As I mentioned recently, before getting revolted by Infratil’s selfishness, the pile of poo they presented to TDC was the carefully considered best efforts of a wealthy, globe-spanning organisation aiming to win support from a strategic partner at a key point in the development of its European operations.
It is a public declaration of commercial weakness; of ongoing and increasing failure; of a flawed business model; of narrow short-termism and strategic poverty.
“All airports across the country are significantly affected by recession”; passengers, freight, airport investment and employment are all down. Like it says in the small print ‘the value of your investments can go down as well as up’. As Newton said ‘what goes up must come down’. As my Gran said ‘all good things must come to an end’. So deal with it.
Guys, having a fixed cost base is nothing special – everyone from the United Nations to my local ice cream van has a fixed cost base. Why bother mentioning it? It in no way entitles you to any special treatment or sympathy.
We all know Manston’s losing some £4 million per year, and that this is unsustainable, and will lead to closure. Top tip: DO NOT BLEAT about your company going down the toilet in a public document. It does not inspire confidence, and puts you in an appalling negotiating position in the event of anyone showing an interest in using your airport.
And what’s this about wanting to be “able to compete equally for new business as shown by the BAWC tender”? As if you couldn’t! At the time of the bid, Infratil had already successfully bounced TDC into giving the all-clear for night flights, and night flights didn’t seem to feature in BAWC’s decision-making process:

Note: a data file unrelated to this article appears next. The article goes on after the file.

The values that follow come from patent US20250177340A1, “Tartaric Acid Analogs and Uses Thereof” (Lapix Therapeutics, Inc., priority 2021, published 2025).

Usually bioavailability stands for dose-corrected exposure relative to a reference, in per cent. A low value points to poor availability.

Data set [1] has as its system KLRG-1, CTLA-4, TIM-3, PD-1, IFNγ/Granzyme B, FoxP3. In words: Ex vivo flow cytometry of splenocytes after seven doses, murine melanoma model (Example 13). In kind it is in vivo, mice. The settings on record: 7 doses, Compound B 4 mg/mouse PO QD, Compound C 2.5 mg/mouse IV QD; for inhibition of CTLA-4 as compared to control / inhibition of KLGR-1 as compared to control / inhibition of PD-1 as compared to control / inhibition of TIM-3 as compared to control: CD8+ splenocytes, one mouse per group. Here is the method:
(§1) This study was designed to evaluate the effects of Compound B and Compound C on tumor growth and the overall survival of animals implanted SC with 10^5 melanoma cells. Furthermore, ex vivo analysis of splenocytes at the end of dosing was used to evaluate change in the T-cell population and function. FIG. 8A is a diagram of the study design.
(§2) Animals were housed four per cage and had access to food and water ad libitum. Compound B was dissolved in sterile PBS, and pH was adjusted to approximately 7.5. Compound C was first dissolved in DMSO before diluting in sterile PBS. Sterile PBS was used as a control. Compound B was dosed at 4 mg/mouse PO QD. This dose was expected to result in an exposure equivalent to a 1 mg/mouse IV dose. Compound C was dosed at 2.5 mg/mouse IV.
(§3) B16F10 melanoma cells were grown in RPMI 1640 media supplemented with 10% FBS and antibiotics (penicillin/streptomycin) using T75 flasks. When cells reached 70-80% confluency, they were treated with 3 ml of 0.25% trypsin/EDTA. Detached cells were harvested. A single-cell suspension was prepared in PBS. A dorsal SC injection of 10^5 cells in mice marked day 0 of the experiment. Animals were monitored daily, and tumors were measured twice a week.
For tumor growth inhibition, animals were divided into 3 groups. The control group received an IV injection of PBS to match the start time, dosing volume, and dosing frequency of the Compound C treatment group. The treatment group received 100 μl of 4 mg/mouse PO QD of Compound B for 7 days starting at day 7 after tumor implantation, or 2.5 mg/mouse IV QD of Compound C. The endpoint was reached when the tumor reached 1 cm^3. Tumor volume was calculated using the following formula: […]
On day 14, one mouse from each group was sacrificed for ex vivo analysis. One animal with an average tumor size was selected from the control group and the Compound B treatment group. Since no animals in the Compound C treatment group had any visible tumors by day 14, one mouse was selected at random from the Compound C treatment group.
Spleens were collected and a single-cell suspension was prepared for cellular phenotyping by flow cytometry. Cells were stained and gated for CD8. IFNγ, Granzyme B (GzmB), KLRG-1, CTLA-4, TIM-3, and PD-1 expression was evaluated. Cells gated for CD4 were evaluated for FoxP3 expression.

Jude Winstanley, BAWC’s head of network and freighters, said: “After careful evaluation and taking into account a number of factors including the need to provide the best product for our customers, cost effectiveness, service quality and speed of connection, Stansted remains the most attractive long haul freighter base for BA World Cargo and our customers.” Air Cargo News, 13th March 2009
Manston lost out to Stansted on at least FOUR key considerations, and night flying wasn’t even mentioned. The competition was unequal only inasmuch as Manston was a crappier proposition for BAWC.
In an earlier post, I pointed out that Infratil made Manston’s under-usage a selling point: lack of congestion, competitively priced aircraft parking, etc. There are at least two major problems with this: first, idle is good vs busy is bad isn’t a great starting point for a business model; second, when all the other recession-hit airports are less congested anyway, you suddenly lose your selling point.
Infratil are labouring under the impression that they are competing for low cost passenger and long haul freight with Gatwick and Stansted. (Duh! Heathrow, London City, Lydd and Southend: recession-hit airports, just like Manston, and all hungry for business. Manston’s business would do fine. Ignoring them won’t make them go away.) Infratil are trying to hit the big time in a high volume, commoditised market, setting off from well behind the starting line in the toughest market for decades. I wouldn’t start from here, guys. Strategically, making a selling point of lack of custom, whilst aiming for a high volume, low margin market sector is a rather messy form of suicide.